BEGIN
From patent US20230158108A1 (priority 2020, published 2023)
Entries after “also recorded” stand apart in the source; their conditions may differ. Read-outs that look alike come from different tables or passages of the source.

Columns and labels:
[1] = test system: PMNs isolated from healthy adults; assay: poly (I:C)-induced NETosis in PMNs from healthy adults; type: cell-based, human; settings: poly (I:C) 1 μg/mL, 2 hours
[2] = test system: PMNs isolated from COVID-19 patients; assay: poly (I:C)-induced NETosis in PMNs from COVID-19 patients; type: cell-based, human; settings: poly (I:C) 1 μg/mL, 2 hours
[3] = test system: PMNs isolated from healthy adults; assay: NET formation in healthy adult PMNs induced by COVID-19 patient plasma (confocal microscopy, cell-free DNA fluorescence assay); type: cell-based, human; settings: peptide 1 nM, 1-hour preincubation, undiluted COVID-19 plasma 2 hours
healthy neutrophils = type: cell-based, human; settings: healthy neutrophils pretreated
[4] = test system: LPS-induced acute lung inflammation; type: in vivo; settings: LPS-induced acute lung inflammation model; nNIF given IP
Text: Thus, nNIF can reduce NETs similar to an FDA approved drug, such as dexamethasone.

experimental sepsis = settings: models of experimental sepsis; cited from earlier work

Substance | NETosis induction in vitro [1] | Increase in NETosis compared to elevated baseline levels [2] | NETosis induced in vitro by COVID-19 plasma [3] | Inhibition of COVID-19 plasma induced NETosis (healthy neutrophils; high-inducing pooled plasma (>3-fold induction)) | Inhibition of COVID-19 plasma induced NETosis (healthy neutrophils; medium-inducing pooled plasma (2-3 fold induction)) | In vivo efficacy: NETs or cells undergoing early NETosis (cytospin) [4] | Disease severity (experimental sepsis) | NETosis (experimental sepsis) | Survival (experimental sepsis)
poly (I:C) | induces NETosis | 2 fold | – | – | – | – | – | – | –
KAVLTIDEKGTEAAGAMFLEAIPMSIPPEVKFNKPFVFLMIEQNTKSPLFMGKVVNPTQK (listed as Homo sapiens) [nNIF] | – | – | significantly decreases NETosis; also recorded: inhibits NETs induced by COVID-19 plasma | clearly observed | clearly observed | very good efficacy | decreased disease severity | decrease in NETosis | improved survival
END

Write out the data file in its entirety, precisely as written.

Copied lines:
From patent US20230158108A1 (priority 2020, published 2023)
Entries after “also recorded” stand apart in the source; their conditions may differ. Read-outs that look alike come from different tables or passages of the source.

Columns and labels:
[1] = test system: PMNs isolated from healthy adults; assay: poly (I:C)-induced NETosis in PMNs from healthy adults; type: cell-based, human; settings: poly (I:C) 1 μg/mL, 2 hours
[2] = test system: PMNs isolated from COVID-19 patients; assay: poly (I:C)-induced NETosis in PMNs from COVID-19 patients; type: cell-based, human; settings: poly (I:C) 1 μg/mL, 2 hours
[3] = test system: PMNs isolated from healthy adults; assay: NET formation in healthy adult PMNs induced by COVID-19 patient plasma (confocal microscopy, cell-free DNA fluorescence assay); type: cell-based, human; settings: peptide 1 nM, 1-hour preincubation, undiluted COVID-19 plasma 2 hours
healthy neutrophils = type: cell-based, human; settings: healthy neutrophils pretreated
[4] = test system: LPS-induced acute lung inflammation; type: in vivo; settings: LPS-induced acute lung inflammation model; nNIF given IP
Text: Thus, nNIF can reduce NETs similar to an FDA approved drug, such as dexamethasone.

experimental sepsis = settings: models of experimental sepsis; cited from earlier work

Substance | NETosis induction in vitro [1] | Increase in NETosis compared to elevated baseline levels [2] | NETosis induced in vitro by COVID-19 plasma [3] | Inhibition of COVID-19 plasma induced NETosis (healthy neutrophils; high-inducing pooled plasma (>3-fold induction)) | Inhibition of COVID-19 plasma induced NETosis (healthy neutrophils; medium-inducing pooled plasma (2-3 fold induction)) | In vivo efficacy: NETs or cells undergoing early NETosis (cytospin) [4] | Disease severity (experimental sepsis) | NETosis (experimental sepsis) | Survival (experimental sepsis)
poly (I:C) | induces NETosis | 2 fold | – | – | – | – | – | – | –
KAVLTIDEKGTEAAGAMFLEAIPMSIPPEVKFNKPFVFLMIEQNTKSPLFMGKVVNPTQK (listed as Homo sapiens) [nNIF] | – | – | significantly decreases NETosis; also recorded: inhibits NETs induced by COVID-19 plasma | clearly observed | clearly observed | very good efficacy | decreased disease severity | decrease in NETosis | improved survival